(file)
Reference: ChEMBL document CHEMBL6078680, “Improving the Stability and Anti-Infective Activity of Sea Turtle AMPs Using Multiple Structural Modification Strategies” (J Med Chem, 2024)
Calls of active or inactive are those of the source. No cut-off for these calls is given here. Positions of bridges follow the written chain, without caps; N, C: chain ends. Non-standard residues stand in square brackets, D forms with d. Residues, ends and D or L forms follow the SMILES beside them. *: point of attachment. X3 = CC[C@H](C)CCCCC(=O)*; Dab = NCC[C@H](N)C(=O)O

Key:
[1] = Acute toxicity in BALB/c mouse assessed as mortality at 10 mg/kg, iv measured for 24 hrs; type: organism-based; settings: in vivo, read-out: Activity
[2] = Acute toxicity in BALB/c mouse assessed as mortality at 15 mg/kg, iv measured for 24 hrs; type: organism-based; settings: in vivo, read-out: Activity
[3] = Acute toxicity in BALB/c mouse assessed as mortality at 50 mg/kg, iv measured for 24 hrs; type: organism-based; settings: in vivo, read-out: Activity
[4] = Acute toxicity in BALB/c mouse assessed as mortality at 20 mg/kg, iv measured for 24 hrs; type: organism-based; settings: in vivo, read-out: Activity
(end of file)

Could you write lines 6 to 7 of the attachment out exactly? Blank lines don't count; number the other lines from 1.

[3] = Acute toxicity in BALB/c mouse assessed as mortality at 50 mg/kg, iv measured for 24 hrs; type: organism-based; settings: in vivo, read-out: Activity
[4] = Acute toxicity in BALB/c mouse assessed as mortality at 20 mg/kg, iv measured for 24 hrs; type: organism-based; settings: in vivo, read-out: Activity